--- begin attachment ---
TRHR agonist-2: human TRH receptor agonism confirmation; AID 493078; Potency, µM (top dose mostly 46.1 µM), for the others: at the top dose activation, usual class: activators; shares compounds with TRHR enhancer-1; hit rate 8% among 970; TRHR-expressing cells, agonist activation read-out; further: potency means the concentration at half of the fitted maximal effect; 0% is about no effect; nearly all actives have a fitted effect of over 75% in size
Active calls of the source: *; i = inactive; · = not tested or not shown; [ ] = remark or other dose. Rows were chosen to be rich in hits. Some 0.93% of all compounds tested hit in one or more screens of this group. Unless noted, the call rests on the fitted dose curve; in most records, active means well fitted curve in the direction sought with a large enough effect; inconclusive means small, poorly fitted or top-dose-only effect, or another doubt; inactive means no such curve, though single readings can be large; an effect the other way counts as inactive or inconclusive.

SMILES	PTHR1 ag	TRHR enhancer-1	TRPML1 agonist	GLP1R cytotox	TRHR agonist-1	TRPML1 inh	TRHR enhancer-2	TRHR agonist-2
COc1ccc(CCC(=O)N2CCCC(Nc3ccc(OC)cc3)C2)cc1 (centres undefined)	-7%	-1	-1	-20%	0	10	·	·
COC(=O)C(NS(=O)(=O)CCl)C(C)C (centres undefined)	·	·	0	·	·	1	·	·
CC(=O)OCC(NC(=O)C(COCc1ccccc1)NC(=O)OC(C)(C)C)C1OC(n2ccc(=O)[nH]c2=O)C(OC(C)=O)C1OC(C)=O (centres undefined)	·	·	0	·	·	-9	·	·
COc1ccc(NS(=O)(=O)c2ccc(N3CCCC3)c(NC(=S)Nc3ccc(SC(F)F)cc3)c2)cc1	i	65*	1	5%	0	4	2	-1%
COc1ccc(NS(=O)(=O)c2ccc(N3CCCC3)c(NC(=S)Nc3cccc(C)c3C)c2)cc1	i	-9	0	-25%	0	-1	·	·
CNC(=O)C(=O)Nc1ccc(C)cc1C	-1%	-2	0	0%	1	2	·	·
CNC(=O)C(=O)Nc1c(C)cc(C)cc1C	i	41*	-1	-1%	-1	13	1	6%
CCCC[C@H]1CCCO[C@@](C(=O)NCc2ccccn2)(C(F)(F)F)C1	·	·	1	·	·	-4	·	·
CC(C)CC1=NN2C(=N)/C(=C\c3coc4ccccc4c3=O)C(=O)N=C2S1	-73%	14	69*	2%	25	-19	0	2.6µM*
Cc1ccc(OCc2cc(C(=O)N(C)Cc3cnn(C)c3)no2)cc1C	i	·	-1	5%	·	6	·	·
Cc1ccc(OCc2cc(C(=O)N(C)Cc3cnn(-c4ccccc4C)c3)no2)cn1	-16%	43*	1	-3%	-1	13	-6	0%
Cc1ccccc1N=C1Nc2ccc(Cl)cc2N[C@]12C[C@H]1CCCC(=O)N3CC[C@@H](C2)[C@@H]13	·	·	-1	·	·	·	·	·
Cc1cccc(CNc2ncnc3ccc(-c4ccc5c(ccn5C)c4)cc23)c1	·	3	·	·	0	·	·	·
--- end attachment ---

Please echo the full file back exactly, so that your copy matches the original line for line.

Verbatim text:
TRHR agonist-2: human TRH receptor agonism confirmation; AID 493078; Potency, µM (top dose mostly 46.1 µM), for the others: at the top dose activation, usual class: activators; shares compounds with TRHR enhancer-1; hit rate 8% among 970; TRHR-expressing cells, agonist activation read-out; further: potency means the concentration at half of the fitted maximal effect; 0% is about no effect; nearly all actives have a fitted effect of over 75% in size
Active calls of the source: *; i = inactive; · = not tested or not shown; [ ] = remark or other dose. Rows were chosen to be rich in hits. Some 0.93% of all compounds tested hit in one or more screens of this group. Unless noted, the call rests on the fitted dose curve; in most records, active means well fitted curve in the direction sought with a large enough effect; inconclusive means small, poorly fitted or top-dose-only effect, or another doubt; inactive means no such curve, though single readings can be large; an effect the other way counts as inactive or inconclusive.

SMILES	PTHR1 ag	TRHR enhancer-1	TRPML1 agonist	GLP1R cytotox	TRHR agonist-1	TRPML1 inh	TRHR enhancer-2	TRHR agonist-2
COc1ccc(CCC(=O)N2CCCC(Nc3ccc(OC)cc3)C2)cc1 (centres undefined)	-7%	-1	-1	-20%	0	10	·	·
COC(=O)C(NS(=O)(=O)CCl)C(C)C (centres undefined)	·	·	0	·	·	1	·	·
CC(=O)OCC(NC(=O)C(COCc1ccccc1)NC(=O)OC(C)(C)C)C1OC(n2ccc(=O)[nH]c2=O)C(OC(C)=O)C1OC(C)=O (centres undefined)	·	·	0	·	·	-9	·	·
COc1ccc(NS(=O)(=O)c2ccc(N3CCCC3)c(NC(=S)Nc3ccc(SC(F)F)cc3)c2)cc1	i	65*	1	5%	0	4	2	-1%
COc1ccc(NS(=O)(=O)c2ccc(N3CCCC3)c(NC(=S)Nc3cccc(C)c3C)c2)cc1	i	-9	0	-25%	0	-1	·	·
CNC(=O)C(=O)Nc1ccc(C)cc1C	-1%	-2	0	0%	1	2	·	·
CNC(=O)C(=O)Nc1c(C)cc(C)cc1C	i	41*	-1	-1%	-1	13	1	6%
CCCC[C@H]1CCCO[C@@](C(=O)NCc2ccccn2)(C(F)(F)F)C1	·	·	1	·	·	-4	·	·
CC(C)CC1=NN2C(=N)/C(=C\c3coc4ccccc4c3=O)C(=O)N=C2S1	-73%	14	69*	2%	25	-19	0	2.6µM*
Cc1ccc(OCc2cc(C(=O)N(C)Cc3cnn(C)c3)no2)cc1C	i	·	-1	5%	·	6	·	·
Cc1ccc(OCc2cc(C(=O)N(C)Cc3cnn(-c4ccccc4C)c3)no2)cn1	-16%	43*	1	-3%	-1	13	-6	0%
Cc1ccccc1N=C1Nc2ccc(Cl)cc2N[C@]12C[C@H]1CCCC(=O)N3CC[C@@H](C2)[C@@H]13	·	·	-1	·	·	·	·	·
Cc1cccc(CNc2ncnc3ccc(-c4ccc5c(ccn5C)c4)cc23)c1	·	3	·	·	0	·	·	·